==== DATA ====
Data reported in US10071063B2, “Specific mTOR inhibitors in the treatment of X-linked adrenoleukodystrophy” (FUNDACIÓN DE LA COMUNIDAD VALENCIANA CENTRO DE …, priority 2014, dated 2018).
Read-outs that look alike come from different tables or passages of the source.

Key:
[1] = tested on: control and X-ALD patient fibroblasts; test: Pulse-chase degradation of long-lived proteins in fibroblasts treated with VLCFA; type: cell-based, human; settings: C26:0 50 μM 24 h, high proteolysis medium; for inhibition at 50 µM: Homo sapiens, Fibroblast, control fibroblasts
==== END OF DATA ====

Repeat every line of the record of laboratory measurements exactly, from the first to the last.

Data reported in US10071063B2, “Specific mTOR inhibitors in the treatment of X-linked adrenoleukodystrophy” (FUNDACIÓN DE LA COMUNIDAD VALENCIANA CENTRO DE …, priority 2014, dated 2018).
Read-outs that look alike come from different tables or passages of the source.

Key:
[1] = tested on: control and X-ALD patient fibroblasts; test: Pulse-chase degradation of long-lived proteins in fibroblasts treated with VLCFA; type: cell-based, human; settings: C26:0 50 μM 24 h, high proteolysis medium; for inhibition at 50 µM: Homo sapiens, Fibroblast, control fibroblasts